Over a period of three days, GCIP delegates met at the prestigious National Law University, Delhi to discuss a host of topics under four broad themes: Users’ Rights, Openness, IP and Development and Access to Medicines. Some of the outcomes from the various panel discussions were tweeted using the hashtags #GCIP15 and #GCIP2015.
For some weeks, this blogger has been following with interest various opinions on the wiki-leaked Trans-Pacific Partnership Agreement (TPP) document. The blogger whose interest largely lie in the copyright realm while noting the gravitas of the impact of the Secret trade agreements, firstly on the basis of public interest or lack thereof in the drafting of the agreements. And, the impact of the agreement in by passing the World Trade Organisation (WTO) Trade Related Aspects of Intellectual Property (TRIPS) agreements, was unable to link the impact of the TPP to the global south other than the possible copy paste adoption of some provisions by regional trade bodies.
This blogger having being able to attend the 3rd Global Congress on IP and Public Interest in Cape Town last week gained a new perspective of how and why the global south and in particular African countries should keep their ears peaked and get involved in advocacy around the TPP. This perspective was largely brought by the sessions on the access to medicines IP debate which this blogger readily admits is not her area of expertise.
Briefly, the TPP (which is mainly pushing a US based trade agenda) would give pharmaceutical companies longer monopolies over brand name drugs. Companies would be able to charge high prices for longer periods of time. And, it would be much harder for generic companies to produce cheaper drugs. These provisions are found in the intellectual property, investment and pharmaceutical pricing chapters. A more extensive analysis can be found here
Despite the fact that these provisions and the consequences thereof are indeed dire, it seems that at least five countries involved in the negotiations namely Canada, Chile, New Zealand, Malaysia and Singapore have put forth counter proposals, that at least try to present a balanced approach to the needs of developing countries and commercial interest of pharmaceutical firms. The counter proposal is based on ensuring that the standards set in the WTO TRIPS agreement are not overtaken by the TPP agreements.
At the end of the Global Congress a declaration on fundamental public interest principles for international intellectual property negotiations was drafted by the conference attendees which noted the concerns raised at the conference. The main concern was the lack of public involvement in the drafting of these rules, sighting that the main tenant of democratic societies is that law making should occur through procedures that are public, inclusive, transparent and accountable so that law can best reflect the values and consent of the governed.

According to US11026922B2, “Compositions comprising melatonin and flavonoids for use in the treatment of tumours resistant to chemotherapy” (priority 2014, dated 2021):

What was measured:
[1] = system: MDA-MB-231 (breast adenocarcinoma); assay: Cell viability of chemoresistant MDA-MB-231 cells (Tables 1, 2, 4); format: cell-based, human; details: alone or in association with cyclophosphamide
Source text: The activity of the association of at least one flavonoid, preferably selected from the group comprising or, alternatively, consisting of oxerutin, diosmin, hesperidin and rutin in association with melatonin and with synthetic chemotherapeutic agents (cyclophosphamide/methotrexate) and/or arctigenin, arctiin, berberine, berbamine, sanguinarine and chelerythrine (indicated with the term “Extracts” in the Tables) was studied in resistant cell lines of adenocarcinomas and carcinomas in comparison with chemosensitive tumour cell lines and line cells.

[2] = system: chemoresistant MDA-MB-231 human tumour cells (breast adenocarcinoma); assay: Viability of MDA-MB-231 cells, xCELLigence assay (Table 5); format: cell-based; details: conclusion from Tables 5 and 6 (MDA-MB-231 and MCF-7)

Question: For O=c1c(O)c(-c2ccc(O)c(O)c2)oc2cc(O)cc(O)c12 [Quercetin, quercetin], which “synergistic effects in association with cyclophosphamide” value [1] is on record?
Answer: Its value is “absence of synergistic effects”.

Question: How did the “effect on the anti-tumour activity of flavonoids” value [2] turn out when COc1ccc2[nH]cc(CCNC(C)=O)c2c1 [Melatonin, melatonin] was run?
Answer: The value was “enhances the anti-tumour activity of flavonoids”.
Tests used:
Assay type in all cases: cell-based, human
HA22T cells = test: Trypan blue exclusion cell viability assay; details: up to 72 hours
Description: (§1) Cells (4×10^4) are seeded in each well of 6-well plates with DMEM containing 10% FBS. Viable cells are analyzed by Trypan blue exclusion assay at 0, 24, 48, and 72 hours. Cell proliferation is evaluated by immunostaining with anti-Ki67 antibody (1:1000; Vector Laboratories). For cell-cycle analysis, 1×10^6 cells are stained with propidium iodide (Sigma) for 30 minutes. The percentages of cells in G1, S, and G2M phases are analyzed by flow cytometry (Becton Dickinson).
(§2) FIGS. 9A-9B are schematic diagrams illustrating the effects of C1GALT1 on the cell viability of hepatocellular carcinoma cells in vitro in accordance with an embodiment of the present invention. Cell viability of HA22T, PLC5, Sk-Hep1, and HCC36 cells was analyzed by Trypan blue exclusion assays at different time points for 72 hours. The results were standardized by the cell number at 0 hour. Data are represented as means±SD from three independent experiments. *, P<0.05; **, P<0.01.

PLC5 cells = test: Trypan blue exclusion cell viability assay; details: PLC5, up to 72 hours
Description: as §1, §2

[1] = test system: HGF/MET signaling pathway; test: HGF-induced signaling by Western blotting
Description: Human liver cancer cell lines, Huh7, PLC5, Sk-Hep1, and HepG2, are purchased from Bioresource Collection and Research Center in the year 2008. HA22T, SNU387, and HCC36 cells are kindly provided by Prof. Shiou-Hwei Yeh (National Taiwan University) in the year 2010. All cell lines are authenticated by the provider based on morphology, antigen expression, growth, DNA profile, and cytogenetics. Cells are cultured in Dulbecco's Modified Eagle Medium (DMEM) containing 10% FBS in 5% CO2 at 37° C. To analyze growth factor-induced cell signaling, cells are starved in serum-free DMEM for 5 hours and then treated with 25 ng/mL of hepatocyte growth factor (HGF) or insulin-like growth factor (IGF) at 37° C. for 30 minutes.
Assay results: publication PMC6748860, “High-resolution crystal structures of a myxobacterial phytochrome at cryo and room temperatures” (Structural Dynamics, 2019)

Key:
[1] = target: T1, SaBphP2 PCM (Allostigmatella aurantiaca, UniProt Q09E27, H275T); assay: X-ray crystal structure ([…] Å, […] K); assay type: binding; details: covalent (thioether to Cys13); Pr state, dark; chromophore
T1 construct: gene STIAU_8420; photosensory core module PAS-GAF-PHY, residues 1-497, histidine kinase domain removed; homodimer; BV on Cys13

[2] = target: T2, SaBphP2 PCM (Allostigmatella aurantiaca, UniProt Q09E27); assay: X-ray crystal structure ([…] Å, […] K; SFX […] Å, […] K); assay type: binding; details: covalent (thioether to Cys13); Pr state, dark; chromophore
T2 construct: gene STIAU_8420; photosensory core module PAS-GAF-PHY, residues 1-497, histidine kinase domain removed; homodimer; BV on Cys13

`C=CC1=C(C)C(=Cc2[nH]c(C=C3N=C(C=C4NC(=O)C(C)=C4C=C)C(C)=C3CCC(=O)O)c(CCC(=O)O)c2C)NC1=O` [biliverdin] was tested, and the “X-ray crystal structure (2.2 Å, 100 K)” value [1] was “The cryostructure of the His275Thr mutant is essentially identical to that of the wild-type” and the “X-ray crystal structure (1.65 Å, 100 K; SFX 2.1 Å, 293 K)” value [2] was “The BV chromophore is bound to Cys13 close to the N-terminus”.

While this blogger encourages all readers of this post to sign onto this declaration here, she draws large inferences from the manner in which the TPP agreement is being negotiated and the Kenyan governments tabling of media and public benefits organisations bills and the AU cyber security bill with little involvement from the public whom these bills seemingly seek to protect. And wonders whether a similar declaration would be worth circulating in Kenya and perhaps regionally.
We refer to your recent request for pro-bono assistance referenced as “Case 168 – Trademark Infringement in Kenya – Off-grid lighting product”.
This request is vexing, odd and curious for reasons that will be enumerated.
First and foremost, through the request itself, one is forced to question the motive and intentions of the requesting company.
The requesting company is described as a “social enterprise” thus one is inclined to assume that it is a not-for-profit company pioneering technologies and solutions for widest-possible distribution in the developing world. So, is this company a social enterprise, or a for-profit business?
With this background in mind, we are indeed puzzled that such an entity would chose to “combat” any and all use of its IP in Kenya. However, what is greatly troubling is the role PIIPA has chosen to play in all of this. The requesting company is clearly not short of financial resources given its affiliation with the Lighting Africa program sponsored by the International Finance Corporation and the World Bank. Why would PIIPA agree to help such a non-profit company get pro bono legal assistance to fight its IP battles in Kenya? Shouldn’t PIIPA instead be advising and assisting local Kenyans to repel such IP actions, or at least helping local Kenyans acquire their own IP resources?
Let it be clear that the gist of this letter is not to condone intellectual property infringement in any way, shape or form. IP infringement, wherever in the world it is committed, must always be fought.
Therefore, the requesting company’s desire to enforce its trademark rights is not being called into question. However what it being called into question here is PIIPA’s confusing stance on the matter.
One would expect that the requesting company would use its own resources to fight its own IP battle(s) rather than relying on precious pro bono resources that ought to be going to those who actually need it.